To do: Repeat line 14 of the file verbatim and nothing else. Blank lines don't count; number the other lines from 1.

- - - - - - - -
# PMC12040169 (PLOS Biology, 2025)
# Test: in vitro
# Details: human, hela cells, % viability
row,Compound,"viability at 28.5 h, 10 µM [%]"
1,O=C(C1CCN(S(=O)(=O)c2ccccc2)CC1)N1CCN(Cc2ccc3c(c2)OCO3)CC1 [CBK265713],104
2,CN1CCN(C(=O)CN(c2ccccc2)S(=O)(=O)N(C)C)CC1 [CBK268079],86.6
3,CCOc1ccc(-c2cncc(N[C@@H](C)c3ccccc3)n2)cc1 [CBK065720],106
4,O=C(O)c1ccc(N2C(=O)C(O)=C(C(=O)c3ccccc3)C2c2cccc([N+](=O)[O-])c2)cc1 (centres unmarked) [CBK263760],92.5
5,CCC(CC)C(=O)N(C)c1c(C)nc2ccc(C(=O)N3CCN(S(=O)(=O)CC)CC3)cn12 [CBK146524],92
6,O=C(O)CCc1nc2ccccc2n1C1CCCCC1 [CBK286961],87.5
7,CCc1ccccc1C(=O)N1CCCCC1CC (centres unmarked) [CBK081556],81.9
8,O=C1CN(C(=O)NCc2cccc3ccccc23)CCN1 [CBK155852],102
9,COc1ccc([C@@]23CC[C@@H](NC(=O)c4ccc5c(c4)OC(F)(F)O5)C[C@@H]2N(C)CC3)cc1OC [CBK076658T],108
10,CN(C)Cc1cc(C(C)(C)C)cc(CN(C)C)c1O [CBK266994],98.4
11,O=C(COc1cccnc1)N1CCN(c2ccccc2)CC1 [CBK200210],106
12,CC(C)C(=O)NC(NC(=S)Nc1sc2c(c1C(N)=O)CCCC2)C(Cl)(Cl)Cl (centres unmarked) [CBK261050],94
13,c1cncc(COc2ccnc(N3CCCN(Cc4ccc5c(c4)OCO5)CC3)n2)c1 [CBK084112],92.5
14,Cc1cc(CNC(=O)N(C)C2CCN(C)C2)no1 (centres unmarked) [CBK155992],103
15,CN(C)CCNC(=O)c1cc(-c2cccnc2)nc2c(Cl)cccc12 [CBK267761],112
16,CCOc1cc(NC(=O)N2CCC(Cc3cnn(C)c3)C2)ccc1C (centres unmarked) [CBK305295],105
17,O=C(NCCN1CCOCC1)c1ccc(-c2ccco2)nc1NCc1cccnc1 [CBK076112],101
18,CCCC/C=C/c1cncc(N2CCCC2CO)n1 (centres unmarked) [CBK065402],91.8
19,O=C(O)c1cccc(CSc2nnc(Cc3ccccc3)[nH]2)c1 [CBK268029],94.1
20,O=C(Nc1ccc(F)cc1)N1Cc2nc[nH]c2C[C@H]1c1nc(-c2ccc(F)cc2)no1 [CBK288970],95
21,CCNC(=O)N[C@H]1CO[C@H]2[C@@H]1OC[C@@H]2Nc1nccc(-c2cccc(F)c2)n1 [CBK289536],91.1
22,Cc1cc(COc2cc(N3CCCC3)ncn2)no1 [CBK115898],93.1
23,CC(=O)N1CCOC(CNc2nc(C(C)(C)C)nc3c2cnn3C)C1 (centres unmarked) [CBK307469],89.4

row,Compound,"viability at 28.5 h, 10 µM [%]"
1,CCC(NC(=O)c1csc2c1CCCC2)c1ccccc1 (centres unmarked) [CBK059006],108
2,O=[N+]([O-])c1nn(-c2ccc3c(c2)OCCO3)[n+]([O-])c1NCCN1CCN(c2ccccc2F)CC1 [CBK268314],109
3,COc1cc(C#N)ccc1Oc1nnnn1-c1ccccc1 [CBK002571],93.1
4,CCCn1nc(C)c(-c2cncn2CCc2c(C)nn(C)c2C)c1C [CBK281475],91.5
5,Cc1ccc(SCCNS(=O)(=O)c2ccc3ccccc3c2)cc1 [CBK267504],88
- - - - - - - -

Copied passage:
10,CN(C)Cc1cc(C(C)(C)C)cc(CN(C)C)c1O [CBK266994],98.4